Zagreb Events

Mamma Mia! in Komedija Theatre in Zagreb

By 14 December 2017

A few nights ago I was invited by friends to a Mamma Mia! musical performance in Zagreb’s Komedija Theatre.

I am infamous for almost completely neglecting any and all cultural opportunities given to me, being a person living her entire life in Zagreb, so I decided to go, what the hell, I thought it would include a mulled wine or two at Zagreb Advent. It didn’t. It was raining and really dreary, so no one really wanted to go 300 meters from Komedija to the first available Advent-prepared mulled wine. But, we did watch the show. A bit (or a lot) of rain can’t stop you from doing that!

The Mamma Mia! brand has gotten its share of publicity around the world, as it has been shown in various productions in over 50 countries on all 6 continents, and it’s estimated that almost 60 million people have seen it thus far. Zagreb has seen its premiere of the show in 2015, when Komedija Theatre got the licensing rights (which was no surprise to anyone who knew what professional standards that theatre has set for its musical and other performances over the years). The first thing you notice when the show starts is that all of those annoyingly familiar ABBA songs are translated to Croatian! I have done some research, and have found out that this is the rule in almost all translations to any language, but I really, really struggle to understand why. You know the songs, most of us young people (yes, I’m still inserting myself into that bracket and I don’t care what anyone thinks about that!) know the songs and the lyrics, and now here’s this show, obviously anxious for participation from the people in attendance, singing the songs in Croatian – and no-one knows those lyrics! I’m sure that there are very complicated and elaborate reasons for that in the licensing contracts that Komedija signed with whoever supplied the rights, and that they have a reason why it needed to be in a native language, but that still does not mean I personally understand those reasons. I believe that the show would’ve been better, more interactive and basically more entertaining for the viewers if only those songs were in English. Additional pet peeve for me was the fact that, while in original the musical takes place on a Greek island, with a fully English cast of characters, if you’re actually going to translate it to Croatian, why not put it, I don’t know, on a Croatian island, create a world of which Croatian public would be more accepting – or just leave it in English, original, and give us the original songs so we can sing along. This way it seems as if it was actually trying to alienate the people in the audience, and I’m not sure that’s how you want to go about making pop-culturally referenced musicals.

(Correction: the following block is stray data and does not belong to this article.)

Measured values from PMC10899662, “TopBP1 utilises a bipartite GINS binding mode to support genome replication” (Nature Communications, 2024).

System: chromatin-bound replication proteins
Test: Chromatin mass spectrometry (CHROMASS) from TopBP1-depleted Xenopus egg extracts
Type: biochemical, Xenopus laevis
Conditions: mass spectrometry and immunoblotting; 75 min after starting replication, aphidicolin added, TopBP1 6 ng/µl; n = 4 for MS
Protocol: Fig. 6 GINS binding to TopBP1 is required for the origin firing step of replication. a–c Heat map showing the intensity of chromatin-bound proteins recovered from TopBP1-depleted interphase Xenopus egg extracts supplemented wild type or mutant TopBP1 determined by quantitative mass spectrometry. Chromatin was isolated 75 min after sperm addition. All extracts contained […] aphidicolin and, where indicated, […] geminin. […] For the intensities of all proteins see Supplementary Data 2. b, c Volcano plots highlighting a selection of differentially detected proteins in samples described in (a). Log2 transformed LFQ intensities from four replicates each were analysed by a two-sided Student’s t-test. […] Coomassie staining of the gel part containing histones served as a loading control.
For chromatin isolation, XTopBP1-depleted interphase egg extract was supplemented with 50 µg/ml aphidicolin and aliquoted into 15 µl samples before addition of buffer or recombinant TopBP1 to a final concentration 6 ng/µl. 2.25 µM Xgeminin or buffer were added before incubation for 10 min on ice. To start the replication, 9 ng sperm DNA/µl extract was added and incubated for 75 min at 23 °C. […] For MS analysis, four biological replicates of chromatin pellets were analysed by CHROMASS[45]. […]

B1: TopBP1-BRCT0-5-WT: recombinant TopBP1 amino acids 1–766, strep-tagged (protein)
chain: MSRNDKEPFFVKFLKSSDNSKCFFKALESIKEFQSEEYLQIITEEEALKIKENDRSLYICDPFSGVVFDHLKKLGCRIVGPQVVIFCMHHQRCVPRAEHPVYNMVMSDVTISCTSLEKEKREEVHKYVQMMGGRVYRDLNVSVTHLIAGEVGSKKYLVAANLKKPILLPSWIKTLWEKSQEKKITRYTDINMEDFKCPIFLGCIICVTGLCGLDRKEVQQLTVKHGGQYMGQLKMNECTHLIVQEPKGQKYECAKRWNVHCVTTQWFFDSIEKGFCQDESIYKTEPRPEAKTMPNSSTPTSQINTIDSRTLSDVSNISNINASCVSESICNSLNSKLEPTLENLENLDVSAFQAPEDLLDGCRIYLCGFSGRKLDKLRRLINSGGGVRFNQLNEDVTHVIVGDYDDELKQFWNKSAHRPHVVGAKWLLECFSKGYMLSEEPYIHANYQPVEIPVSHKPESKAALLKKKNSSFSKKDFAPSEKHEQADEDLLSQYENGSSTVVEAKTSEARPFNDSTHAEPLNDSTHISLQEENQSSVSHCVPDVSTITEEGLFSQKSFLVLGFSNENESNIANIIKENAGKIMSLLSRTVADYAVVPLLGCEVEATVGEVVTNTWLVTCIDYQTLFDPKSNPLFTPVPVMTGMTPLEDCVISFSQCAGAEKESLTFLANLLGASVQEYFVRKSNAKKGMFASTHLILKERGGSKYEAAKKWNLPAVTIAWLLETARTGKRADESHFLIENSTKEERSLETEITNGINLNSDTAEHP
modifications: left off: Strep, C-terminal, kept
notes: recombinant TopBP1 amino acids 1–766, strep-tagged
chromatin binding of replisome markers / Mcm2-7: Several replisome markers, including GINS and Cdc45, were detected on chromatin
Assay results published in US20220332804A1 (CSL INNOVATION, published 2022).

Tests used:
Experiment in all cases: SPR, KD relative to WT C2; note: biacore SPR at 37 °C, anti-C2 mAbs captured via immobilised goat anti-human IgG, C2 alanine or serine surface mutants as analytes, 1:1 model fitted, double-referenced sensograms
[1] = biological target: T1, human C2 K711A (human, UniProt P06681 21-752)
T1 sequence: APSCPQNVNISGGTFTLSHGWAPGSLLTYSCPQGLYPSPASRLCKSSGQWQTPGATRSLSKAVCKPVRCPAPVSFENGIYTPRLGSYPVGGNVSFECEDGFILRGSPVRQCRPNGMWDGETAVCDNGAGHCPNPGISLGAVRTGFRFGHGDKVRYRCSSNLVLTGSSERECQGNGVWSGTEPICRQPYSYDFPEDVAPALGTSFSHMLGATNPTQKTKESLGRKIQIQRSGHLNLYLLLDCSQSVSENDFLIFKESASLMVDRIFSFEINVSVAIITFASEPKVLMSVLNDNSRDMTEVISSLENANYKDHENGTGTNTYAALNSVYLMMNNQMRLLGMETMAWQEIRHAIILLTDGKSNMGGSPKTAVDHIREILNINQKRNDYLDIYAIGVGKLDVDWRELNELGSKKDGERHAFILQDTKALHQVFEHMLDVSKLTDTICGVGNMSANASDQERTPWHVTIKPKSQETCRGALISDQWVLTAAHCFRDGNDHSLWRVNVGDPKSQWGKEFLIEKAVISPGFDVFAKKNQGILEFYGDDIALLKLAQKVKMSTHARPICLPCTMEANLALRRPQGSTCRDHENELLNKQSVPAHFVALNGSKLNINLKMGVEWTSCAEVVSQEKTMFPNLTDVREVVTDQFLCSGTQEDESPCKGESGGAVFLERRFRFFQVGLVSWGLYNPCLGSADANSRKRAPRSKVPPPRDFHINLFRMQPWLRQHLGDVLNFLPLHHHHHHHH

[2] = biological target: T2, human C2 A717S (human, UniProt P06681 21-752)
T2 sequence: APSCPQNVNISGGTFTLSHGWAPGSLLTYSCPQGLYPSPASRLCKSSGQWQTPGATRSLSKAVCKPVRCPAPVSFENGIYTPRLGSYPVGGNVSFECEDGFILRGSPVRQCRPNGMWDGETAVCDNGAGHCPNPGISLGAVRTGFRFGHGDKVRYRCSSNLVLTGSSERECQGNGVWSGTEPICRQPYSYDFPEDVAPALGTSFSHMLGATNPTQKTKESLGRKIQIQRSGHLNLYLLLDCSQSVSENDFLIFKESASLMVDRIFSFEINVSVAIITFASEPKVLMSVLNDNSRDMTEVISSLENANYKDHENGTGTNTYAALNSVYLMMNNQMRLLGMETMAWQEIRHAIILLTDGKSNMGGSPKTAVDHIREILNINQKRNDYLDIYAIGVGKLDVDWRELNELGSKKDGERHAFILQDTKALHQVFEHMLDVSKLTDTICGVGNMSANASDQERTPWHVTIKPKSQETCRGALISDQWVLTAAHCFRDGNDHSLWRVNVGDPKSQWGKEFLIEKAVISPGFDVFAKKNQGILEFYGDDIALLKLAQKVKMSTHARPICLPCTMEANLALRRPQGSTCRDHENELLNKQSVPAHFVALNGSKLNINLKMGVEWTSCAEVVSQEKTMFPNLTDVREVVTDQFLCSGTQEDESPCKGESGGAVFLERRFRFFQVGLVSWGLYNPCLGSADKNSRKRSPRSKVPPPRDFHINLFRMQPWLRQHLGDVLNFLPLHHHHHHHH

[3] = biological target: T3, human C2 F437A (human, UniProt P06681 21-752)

If we put all of those linguistic problems aside, the show is really fun and entertaining. Most of singing is really good (Renata Sabljak is basically sensational, Đani Stipaničev is an excellent singer if not a great actor as well; the only regret for me is that we don’t get to hear Edvin Baučić sing more, since he is an insanely great singer), dancers are probably the best part of the show (although, take my judgement of dancing with a grain of salt, as I’m really no expert), some of the acting is not as good as one would expect.

But, the play is entertaining, it follows the script down the line, so here’s an idea for anyone out there living in Croatia and wanting to get a refresher course on the plot of the original Mamma Mia! movie from 2008, in time to see the sequel which was filmed on the Croatian island of Vis this early Autumn, don’t rent it in a video store (it’s not on Netflix, as available in Croatia), just go see the show in Komedija theatre in Zagreb, or somewhere on tour. The show is good, and I truly believe that even if you’re not fully fluent in Croatian you will be able to understand and enjoy it!

(And don’t bring your camera along: any photos and videos are forbidden, even in the encore, during which we hear Mamma Mia, Dancing Queen and Waterloo, sung in English. The staff is very observant of any cameras or people taking photos with their phones, so don’t put yourself in that position.)

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